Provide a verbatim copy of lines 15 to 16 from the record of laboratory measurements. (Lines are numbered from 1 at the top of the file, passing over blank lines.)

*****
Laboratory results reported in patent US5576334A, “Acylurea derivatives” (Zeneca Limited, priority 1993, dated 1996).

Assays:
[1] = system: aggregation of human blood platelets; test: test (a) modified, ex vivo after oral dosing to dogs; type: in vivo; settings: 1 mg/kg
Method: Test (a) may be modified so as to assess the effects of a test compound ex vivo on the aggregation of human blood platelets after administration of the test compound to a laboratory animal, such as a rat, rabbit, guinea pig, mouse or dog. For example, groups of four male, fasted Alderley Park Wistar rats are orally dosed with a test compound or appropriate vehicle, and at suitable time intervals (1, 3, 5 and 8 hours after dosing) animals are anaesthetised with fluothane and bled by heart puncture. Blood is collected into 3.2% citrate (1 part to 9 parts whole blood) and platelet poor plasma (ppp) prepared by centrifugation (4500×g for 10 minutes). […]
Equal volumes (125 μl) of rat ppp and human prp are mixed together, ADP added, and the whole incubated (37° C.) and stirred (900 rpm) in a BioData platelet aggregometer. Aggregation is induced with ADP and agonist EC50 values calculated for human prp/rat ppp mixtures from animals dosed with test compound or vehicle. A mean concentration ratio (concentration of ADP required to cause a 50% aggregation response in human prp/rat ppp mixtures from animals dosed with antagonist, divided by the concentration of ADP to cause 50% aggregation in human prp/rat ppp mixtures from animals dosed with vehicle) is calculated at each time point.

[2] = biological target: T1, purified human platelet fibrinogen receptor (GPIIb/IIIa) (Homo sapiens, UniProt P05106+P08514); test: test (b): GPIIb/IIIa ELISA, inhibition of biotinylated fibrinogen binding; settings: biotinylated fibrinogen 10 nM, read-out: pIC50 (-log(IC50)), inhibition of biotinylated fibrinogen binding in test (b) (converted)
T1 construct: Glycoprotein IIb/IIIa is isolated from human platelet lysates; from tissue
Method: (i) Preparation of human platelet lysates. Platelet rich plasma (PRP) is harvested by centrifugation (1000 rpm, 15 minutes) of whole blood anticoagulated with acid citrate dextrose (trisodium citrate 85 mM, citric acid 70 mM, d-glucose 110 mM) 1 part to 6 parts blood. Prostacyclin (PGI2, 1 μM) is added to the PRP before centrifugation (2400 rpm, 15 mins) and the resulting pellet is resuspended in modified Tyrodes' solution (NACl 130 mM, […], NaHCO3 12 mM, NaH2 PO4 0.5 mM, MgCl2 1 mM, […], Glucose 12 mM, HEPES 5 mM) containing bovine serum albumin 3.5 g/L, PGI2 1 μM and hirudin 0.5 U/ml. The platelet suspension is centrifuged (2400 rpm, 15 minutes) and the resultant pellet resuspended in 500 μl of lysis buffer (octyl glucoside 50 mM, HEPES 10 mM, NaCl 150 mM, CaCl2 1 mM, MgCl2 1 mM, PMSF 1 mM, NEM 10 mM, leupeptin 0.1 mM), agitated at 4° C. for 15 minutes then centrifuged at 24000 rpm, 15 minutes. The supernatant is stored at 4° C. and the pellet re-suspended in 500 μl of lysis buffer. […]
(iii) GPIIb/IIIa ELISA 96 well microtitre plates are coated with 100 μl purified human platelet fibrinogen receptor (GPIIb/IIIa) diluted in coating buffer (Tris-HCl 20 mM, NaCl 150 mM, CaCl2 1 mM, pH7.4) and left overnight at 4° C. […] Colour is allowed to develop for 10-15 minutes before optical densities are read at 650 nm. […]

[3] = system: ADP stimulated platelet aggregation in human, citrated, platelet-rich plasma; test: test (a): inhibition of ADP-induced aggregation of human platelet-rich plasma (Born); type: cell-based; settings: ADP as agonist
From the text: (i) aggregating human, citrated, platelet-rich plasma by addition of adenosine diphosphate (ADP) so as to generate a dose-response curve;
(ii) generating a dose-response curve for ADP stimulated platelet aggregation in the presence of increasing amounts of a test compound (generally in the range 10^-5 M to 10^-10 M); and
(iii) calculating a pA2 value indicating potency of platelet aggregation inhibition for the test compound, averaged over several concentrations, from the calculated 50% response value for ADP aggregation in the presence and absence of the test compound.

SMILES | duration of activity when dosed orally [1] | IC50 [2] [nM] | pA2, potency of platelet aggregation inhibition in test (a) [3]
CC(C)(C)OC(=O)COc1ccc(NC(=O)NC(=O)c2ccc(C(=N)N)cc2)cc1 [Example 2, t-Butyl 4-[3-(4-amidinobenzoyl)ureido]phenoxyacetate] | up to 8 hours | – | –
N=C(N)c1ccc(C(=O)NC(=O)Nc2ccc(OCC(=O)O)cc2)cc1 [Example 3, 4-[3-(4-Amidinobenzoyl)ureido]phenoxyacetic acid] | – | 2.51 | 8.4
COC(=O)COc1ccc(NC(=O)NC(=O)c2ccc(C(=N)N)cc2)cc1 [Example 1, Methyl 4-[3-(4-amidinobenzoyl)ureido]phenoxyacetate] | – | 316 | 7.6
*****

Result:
CC(C)(C)OC(=O)COc1ccc(NC(=O)NC(=O)c2ccc(C(=N)N)cc2)cc1 [Example 2, t-Butyl 4-[3-(4-amidinobenzoyl)ureido]phenoxyacetate] | up to 8 hours | – | –
N=C(N)c1ccc(C(=O)NC(=O)Nc2ccc(OCC(=O)O)cc2)cc1 [Example 3, 4-[3-(4-Amidinobenzoyl)ureido]phenoxyacetic acid] | – | 2.51 | 8.4